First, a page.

By Kathleen Vanesian
By Amy Silverman
By Robrt L. Pela
By Jim Louvau
By Kathleen Vanesian
By Benjamin Leatherman
By New Times
By Becky Bartkowski
Broadway Palm Dinner Theater's production of High School Musical was nice enough. My impression of the show was certainly helped by the fact that I, unlike most people my age, don't have kids between the ages of four months and 14 years, so I'm not sick to death of "Get'cha Head in the Game," the show's signature song, or of hearing about how cute Zac Efron, the star of the movie version that kicked off the global High School Musical phenomenon, happens to be. I was certainly familiar with the title and concept of the show; you'd have to have been orbiting Jupiter for the past three years to have missed this near-religion of HSM, as its mostly prepubescent followers like to call it. But while I wasn't able to join the largely preteen audience in singing along with the smallish score (HSM features only nine songs, which are reprised repeatedly), I was able to see this smaller-scale production, neatly choreographed by Amy Marie McCleary, for what it was: cute, undemanding, meant to please kids with low standards.
I thought it was clever of director M. Seth Reines to stage the show with song-and-dance talent no better than the most gifted high-schooler might possess, which gave this production a particular sincerity I liked. He was also smart to cast Nic Bryan as teen stud Troy Bolton, because Bryan is an Efron clone of sorts, with floppy brunette bangs and much of the charm and vocal prowess of the original Troy. The band played with the same ferocity and skill of a teenage garage band, and the kids (particularly Virginia Cavaliere as new girl Gabriella) sang nicely.
HSM borrows many of its plot points from Grease. A couple of teens meet on winter vacation, then wind up at the same high school together. She's the new girl, surrounded by the usual cadre of weirdos, jocks, and brainiacs. He's the BMOC, a cute basketballer with a secret passion for song. The drama club is staging a musical version of Romeo and Juliet, and a bunch of kids — including our heroes — plan to try out.
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At intermission, my mind began to wander. I found myself wondering what a cute musical comedy about my high school would be like. I finally decided that Apollo High! The Musical would be about disenfranchised teens with feathered hair who are just trying to finish 12th grade, but who face challenges like learning to spell and not getting high before third period.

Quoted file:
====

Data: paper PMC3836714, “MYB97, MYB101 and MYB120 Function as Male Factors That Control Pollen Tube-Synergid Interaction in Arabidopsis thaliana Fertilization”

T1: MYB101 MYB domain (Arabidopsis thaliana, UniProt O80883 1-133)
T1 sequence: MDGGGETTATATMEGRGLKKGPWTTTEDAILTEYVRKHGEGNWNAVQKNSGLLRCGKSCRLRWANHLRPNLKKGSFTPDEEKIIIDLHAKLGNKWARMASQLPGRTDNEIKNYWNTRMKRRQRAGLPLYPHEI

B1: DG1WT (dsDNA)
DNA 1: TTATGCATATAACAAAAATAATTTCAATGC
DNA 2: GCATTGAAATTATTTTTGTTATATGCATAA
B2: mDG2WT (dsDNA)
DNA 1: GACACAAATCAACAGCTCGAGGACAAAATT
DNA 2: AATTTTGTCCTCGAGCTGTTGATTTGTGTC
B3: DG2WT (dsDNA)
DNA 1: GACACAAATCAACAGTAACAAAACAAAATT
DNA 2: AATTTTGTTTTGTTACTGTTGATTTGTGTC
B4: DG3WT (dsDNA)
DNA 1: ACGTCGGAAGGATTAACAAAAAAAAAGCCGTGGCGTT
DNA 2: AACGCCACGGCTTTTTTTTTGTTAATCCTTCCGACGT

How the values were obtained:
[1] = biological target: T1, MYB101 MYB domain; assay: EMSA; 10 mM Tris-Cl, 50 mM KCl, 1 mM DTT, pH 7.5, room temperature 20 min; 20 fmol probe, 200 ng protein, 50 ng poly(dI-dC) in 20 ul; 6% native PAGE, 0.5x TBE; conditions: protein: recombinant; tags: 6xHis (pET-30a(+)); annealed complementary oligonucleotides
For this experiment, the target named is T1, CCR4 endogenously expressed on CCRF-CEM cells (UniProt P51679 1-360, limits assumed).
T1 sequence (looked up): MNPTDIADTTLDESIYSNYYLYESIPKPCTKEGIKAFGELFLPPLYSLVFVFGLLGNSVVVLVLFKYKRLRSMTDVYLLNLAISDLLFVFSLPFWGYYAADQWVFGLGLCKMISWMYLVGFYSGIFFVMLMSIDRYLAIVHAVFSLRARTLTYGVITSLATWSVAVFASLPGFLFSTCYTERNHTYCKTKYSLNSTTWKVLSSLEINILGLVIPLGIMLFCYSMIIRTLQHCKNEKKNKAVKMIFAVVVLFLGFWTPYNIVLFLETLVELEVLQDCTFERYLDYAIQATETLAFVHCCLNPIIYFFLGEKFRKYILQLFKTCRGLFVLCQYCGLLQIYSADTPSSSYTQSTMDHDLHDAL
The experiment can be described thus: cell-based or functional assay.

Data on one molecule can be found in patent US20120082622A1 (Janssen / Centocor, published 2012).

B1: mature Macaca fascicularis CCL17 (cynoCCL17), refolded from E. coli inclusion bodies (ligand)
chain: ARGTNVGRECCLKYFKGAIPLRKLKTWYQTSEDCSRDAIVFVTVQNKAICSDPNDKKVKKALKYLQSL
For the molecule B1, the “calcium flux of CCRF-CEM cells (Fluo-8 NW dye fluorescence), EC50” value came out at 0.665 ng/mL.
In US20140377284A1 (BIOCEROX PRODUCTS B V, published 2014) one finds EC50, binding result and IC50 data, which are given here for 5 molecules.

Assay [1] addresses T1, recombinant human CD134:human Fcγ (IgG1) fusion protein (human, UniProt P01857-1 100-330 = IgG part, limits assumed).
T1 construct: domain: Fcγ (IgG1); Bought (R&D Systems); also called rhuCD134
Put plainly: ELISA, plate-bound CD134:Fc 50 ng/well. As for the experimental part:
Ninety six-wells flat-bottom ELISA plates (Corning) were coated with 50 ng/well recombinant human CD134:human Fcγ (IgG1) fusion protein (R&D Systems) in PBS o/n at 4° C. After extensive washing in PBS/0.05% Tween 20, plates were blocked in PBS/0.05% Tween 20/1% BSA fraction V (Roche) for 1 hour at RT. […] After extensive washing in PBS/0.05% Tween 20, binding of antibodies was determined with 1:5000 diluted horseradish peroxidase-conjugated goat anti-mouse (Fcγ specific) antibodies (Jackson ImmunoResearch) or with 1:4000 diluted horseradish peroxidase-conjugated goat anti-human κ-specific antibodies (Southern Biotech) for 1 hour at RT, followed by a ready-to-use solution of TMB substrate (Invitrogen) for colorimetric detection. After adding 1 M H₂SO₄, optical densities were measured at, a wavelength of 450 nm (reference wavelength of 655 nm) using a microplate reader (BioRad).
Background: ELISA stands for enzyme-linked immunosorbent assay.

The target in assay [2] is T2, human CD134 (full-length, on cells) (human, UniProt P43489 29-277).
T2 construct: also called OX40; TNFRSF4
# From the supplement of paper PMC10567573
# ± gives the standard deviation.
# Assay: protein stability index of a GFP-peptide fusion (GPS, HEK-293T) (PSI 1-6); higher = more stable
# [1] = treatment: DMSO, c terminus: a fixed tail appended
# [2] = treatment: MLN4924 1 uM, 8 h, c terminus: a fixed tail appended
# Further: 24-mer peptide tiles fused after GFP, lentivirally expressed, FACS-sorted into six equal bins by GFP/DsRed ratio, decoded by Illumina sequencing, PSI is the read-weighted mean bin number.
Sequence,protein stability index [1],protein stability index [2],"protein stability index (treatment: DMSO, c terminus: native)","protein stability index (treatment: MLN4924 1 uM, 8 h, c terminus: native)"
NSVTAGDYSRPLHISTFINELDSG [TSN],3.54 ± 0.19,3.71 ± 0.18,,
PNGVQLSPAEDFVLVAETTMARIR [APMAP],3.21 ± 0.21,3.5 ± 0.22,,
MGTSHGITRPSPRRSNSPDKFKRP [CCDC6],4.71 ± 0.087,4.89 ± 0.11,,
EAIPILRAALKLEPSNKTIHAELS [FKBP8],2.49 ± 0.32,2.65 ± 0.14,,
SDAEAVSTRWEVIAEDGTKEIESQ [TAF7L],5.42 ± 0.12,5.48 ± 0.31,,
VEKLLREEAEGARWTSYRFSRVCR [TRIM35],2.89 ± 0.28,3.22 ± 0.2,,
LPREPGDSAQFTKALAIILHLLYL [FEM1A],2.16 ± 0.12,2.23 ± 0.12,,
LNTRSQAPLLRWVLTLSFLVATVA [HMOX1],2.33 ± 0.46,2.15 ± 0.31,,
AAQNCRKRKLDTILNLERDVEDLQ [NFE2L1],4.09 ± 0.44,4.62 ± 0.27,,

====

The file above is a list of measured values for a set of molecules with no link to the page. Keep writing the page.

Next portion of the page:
Act One would open with an ensemble number called "Another Day, Another C-Minus," in which we meet the main characters, each of them an archetype of high school life, all of them singing about how hard it is to concentrate on American history when you could be banging Cheryl Rivette in the janitor's closet. After a brief setup about the upcoming school play, a musicalization of Laverne and Shirley, stoner Steve Milner and slutty Denise Gilbert perform a duet called "Breaking Out," about how they long to be free from pop quizzes and popping blackheads. Raul Martinez and Linda Tipton argue about whether Mexican kids should be allowed to try out for the school musical, then science nerd Glenn Rabinowitz sings his solo, "I Would Be Cool (If I Didn't Have Zits and Braces)" from inside his own locker, where football-quarterback-slash-class-president Tommy Lofton has stuffed him.
The rest of Act One would belong to Tommy, whose parents want to move out of state right in the middle of senior year, and his new girlfriend, Jennifer Johnson, who secretly hopes Tommy will be forced to leave, so he'll never discover that she's actually half-Mexican and that the guy who cuts her lawn isn't her gardener — he's her dad. Later, Tommy and the football team sing "Get'cha Head Out'cha Ass," a song about race relations and who's hotter, Shelley Hack or Lindsay Wagner. The act would end with "Tripe Burrito," a monster production number staged in the cafetorium and danced atop Formica tables by a chorus of teens in elephant bells and Nik-Nik shirts.
Act Two, I decided, would kick off with "Mid-Term Abortion," an upbeat number in which members of the cheerleading squad bicker about which is harder to pass: a pregnancy test or a geometry exam. Amy Reilly, the squad's malicious leader, would then sing her big solo, "I'm a Bitch Because," in which she attempts to explain her rotten behavior to her fellow cheerleaders, who all hate her. Cut to a scene in which the Drama Club is holding auditions for the Laverne and Shirley musical but won't let any Mexican kids try out. A rumble ensues, and the cast sings the finale, "Apollo Rocks!," while the white kids kill and eat the brown kids, then head to Hobo Joe's for dessert.
In the real world, High School Musical eventually ended, and its young audience and their sleepy moms filed out, stopping for cell phone photographs with a giant cutout of Zac Efron, perhaps going home to dream about kissing him and being magically transformed into a sophomore. I headed for the bar in the lobby of Broadway Palm to work out the details of the sequel to my musical, which I'm thinking of calling Glendale Community College: Electric Boogaloo.